Tuesday, August 15, 2017

Analyzing the veracity of religions


Differentiating between religions


Ever read the Bible?


Warning - Union organizers may be nearby


"If you're very, very stupid..."


Anti-intellectualism


This weekend's Charlottesville rally shows how close "good old boys" and Nazis really are

Tara Isabella Burton · Saturday, August 12, 2017, 1:02 pm

The latest alt-right rally over a Confederate statue represents a terrifying resurgence of Nazi rhetoric.

The alt-right rally last night at the University of Virginia campus and today in the city of Charlottesville is technically about a statue of Robert E. Lee. But common to many participants in the rally is a willingness to use — and celebrate — Nazi symbols and ideology.

Last night’s protesters shouted anti-Semitic and Nazi-associated slogans, including "blood and soil”: a phrase that references the German ideology of Blut und Boden: the idea that a person is defined by his or her relationship to ethnic ancestry (blood) and the land they cultivate (soil).

Protesters also shouted “Jews will not replace us” (a more explicitly anti-Semitic take on “you will not replace us”, a white-supremacist alt-right slogan that arose in response to actor Shia LaBoeuf’s anti-Trump performance art piece “He Will Not Divide Us”).

Attendees at the rally also wore Nazi paraphernalia, carried flags with swastikas alongside Confederate flags, and wore shirts with quotations by Adolf Hitler.

To those demanding photographic evidence of Nazi regalia in #charlottesville, here's what's on display before breakfast. Be safe today pic.twitter.com/sbdkgv9eD1

— Andy Campbell (@AndyBCampbell) August 12, 2017
Protesters are doing something more terrifying than expressing hatred

The use of anti-Semitic slurs and Nazi imagery is ubiquitous among certain factions of the alt-right. But the rhetoric and imagery of Charlottesville, in which the tropes of the Ku Klux Klan -- including the burning torches of last night’s protest — and the trappings of Nazism collide, is particularly unsettling. In adopting the Nazified ideology of Blut und Boden, the Charlottesville demonstrators aren’t just expressing hatred against one group of people: something that would be sickening enough on its own.

Rather, they’re doing something even more terrifying: advocating for a radically reactionary understanding of societal relations: one predicated on the idea that one’s obligation is solely to fight for the future and the well-being of people who look just like them.

They’re also, implicitly, firing up their base by creating an even greater chasm between the “good old boys” — whom they portray as defending their own -- and their enemies: the implicit metropolitan (and coded-as-Jewish) elites: a strategy that may yet work to gather more disenfranchised, rural whites into the fold.

Read more
https://www.vox.com/2017/8/12/16138352/this-weekends-charlottesville-rally-shows-how-close-good-old-boys-and-nazis-really-are

Trump's nominee for top Department of Agriculture scientist is a birther and conspiracy theorist

Rss@dailykos.com (hunter) · Saturday, August 12, 2017, 1:58 pm

In accordance with Donald Trump's own personal devotion to making sure every one of his new federal appointees is someone apparently tapped for the position on a dare, Trump has selected non-scientist former conservative radio host Sam Clovis as his nominee for, we kiddeth thou not, the chief scientist for the Department of Agriculture. (We will assume it is solely because Clovis's ample jowls remind Donald of some of his favorite eatin' animals, because there sure isn't any other possible qualification Clovis has for the job.)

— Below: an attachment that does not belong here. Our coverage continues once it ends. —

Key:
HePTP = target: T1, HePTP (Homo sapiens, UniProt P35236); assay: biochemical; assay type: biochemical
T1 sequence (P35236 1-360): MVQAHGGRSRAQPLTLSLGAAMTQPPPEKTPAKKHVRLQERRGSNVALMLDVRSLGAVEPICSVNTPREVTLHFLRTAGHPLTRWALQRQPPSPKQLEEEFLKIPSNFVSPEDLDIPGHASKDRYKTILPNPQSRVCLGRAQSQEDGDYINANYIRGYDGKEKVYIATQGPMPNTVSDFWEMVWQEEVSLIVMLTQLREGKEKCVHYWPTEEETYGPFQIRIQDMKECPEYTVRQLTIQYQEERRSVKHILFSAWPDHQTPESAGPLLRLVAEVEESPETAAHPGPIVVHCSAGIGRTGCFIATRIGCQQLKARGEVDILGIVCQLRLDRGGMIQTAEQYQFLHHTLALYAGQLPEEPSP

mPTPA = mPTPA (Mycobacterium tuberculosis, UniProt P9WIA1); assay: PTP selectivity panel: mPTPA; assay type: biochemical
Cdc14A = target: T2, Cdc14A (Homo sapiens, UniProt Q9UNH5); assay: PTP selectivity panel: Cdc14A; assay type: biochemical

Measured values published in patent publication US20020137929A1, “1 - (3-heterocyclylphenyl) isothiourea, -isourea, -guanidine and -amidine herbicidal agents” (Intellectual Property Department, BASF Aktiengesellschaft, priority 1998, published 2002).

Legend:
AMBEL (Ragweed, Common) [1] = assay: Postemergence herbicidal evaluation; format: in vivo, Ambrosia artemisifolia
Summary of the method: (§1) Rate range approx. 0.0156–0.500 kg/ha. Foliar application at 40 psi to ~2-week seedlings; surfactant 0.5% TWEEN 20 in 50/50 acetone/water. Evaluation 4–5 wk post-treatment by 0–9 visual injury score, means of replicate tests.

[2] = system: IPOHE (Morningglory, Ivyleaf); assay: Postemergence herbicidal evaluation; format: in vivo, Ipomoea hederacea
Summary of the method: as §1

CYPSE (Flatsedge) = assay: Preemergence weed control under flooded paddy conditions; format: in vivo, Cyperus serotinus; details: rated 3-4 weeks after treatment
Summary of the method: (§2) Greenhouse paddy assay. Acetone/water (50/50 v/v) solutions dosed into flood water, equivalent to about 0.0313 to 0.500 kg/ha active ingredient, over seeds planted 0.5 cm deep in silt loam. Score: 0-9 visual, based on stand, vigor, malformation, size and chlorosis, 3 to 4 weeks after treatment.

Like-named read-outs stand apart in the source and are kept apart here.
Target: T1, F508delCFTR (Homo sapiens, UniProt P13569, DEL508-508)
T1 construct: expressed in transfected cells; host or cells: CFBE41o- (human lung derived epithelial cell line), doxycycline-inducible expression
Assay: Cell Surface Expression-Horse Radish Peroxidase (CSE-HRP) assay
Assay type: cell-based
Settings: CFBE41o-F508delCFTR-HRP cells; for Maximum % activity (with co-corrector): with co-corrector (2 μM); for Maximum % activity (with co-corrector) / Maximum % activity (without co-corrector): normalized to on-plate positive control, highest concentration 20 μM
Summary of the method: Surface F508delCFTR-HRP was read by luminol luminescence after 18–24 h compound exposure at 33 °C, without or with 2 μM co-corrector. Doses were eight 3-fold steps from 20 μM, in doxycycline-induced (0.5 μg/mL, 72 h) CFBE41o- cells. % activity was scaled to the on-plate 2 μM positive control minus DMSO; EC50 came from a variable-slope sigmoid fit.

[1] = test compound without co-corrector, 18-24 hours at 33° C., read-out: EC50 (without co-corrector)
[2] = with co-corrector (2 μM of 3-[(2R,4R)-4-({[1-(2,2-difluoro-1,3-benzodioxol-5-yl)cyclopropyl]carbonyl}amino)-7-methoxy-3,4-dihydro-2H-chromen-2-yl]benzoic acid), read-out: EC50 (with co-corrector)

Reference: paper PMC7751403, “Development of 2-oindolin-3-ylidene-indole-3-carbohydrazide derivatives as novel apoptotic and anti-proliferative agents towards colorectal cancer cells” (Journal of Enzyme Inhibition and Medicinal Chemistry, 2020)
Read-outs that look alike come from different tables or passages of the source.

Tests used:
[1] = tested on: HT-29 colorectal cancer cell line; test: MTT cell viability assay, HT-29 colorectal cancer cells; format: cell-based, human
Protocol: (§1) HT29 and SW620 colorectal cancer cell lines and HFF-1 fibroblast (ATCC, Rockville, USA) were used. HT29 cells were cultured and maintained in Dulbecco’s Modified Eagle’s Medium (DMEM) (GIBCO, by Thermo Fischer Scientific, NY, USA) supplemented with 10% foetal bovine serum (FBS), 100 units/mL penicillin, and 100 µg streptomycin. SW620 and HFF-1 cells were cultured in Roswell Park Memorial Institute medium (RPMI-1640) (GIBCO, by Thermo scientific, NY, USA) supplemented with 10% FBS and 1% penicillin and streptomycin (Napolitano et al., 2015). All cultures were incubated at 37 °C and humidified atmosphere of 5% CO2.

CNN has gotten hold of a collection of Clovis's past show transcripts and blog posts, and the nation's next top agricultural scientist may have a hell of a lot of explaining to do in his Senate confirmation hearings. He is a evidently a "birther":

In a 2012 blog post archived on the website for the Sioux City-based radio station KSCJ, Clovis raised questions about Obama's biography that echoed some of the theories pushed by those in the birther movement who claim that Obama isn't an American citizen.

Oh, but that's not the only conspiracy theory Clovis peddled. Not even close.

"[President Obama] is a dangerous person," Clovis wrote. "He is dangerous in that he does not have the interests of the nation in mind and is more than willing to do anything to advance an ideology that is absolutely opposed to American exceptionalism. Four more years of this man as president could very well mean the total deconstruction of our Constitutional republic. [...]"

In a September 2012 episode of his online radio program "Serious Civics with Sam Clovis," Clovis observed that Obama appeared "happy" after the attack on the American embassy in Benghazi, Libya that month.

"This is something that tells you that he is dismissive of the entire affair and in fact, I would even hate to stretch this out but it's almost as if it was intentional. As if he is happy that these things have occurred." Clovis said. "Now I know that's harsh and I don't have any evidence to support that. But look at his actions. Right after the event, where does he go? He goes and he does an interview on the hip hop guy who is a pimp and on top of everything else.

Source
http://feeds.dailykos.com/~r/dailykos/index/~3/NyzCxZU2o38/-Trump-s-nominee-for-top-Department-of-Agriculture-scientist-is-a-birther-and-conspiracy-theorist

Religiously speaking